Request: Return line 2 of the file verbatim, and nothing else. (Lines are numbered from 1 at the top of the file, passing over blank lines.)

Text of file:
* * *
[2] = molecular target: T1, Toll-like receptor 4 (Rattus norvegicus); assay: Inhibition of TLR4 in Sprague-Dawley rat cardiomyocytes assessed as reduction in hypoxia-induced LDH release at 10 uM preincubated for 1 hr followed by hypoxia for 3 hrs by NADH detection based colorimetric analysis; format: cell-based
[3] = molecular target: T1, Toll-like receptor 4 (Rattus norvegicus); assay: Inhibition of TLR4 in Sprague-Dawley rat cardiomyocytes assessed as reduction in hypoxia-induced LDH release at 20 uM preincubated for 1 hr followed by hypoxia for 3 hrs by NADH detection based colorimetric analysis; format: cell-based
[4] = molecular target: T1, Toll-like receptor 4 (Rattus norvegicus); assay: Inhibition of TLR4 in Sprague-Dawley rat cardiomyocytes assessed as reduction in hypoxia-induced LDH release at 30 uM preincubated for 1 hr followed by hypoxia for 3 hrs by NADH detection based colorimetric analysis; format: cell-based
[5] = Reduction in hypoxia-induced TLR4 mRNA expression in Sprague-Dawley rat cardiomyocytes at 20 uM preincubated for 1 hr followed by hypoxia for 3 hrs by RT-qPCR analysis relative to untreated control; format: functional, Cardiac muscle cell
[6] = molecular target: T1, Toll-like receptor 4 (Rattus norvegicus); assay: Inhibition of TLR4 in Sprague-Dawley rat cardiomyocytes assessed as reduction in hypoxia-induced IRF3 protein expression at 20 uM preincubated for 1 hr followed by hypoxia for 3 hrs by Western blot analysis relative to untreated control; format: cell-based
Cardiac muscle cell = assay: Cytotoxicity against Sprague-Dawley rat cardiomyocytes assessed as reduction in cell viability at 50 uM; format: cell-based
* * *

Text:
[3] = molecular target: T1, Toll-like receptor 4 (Rattus norvegicus); assay: Inhibition of TLR4 in Sprague-Dawley rat cardiomyocytes assessed as reduction in hypoxia-induced LDH release at 20 uM preincubated for 1 hr followed by hypoxia for 3 hrs by NADH detection based colorimetric analysis; format: cell-based